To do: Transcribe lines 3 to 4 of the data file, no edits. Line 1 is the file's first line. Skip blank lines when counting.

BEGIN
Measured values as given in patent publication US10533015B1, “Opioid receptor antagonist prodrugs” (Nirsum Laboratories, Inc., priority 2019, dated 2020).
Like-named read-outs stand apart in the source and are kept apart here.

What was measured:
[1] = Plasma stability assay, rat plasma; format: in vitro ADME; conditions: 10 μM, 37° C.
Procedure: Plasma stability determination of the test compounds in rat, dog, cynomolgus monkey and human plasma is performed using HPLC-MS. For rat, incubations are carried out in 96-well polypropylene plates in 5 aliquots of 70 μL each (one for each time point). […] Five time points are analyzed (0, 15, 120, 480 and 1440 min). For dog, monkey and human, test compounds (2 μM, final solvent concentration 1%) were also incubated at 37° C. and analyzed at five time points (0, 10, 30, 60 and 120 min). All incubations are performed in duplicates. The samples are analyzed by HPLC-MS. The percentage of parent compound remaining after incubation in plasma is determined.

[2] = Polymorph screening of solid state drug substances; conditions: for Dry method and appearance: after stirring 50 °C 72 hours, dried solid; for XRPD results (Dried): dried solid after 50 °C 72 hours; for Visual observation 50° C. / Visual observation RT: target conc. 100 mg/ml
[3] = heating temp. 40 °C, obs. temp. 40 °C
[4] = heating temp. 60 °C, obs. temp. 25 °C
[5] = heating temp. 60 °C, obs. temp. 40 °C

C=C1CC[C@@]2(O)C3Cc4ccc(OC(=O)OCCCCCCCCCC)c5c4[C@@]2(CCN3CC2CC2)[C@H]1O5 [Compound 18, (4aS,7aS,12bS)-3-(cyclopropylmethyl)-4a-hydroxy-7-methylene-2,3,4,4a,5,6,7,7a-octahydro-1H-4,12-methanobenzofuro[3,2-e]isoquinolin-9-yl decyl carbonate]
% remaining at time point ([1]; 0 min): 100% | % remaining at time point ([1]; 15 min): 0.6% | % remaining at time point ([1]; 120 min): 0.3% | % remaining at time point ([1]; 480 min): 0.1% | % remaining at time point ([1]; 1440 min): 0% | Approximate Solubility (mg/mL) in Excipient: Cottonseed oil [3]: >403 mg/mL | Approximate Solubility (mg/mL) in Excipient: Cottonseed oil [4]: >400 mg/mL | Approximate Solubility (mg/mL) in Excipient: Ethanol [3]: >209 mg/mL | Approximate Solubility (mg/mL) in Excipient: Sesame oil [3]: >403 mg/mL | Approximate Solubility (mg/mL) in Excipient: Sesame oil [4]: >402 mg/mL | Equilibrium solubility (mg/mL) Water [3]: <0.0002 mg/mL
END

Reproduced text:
What was measured:
[1] = Plasma stability assay, rat plasma; format: in vitro ADME; conditions: 10 μM, 37° C.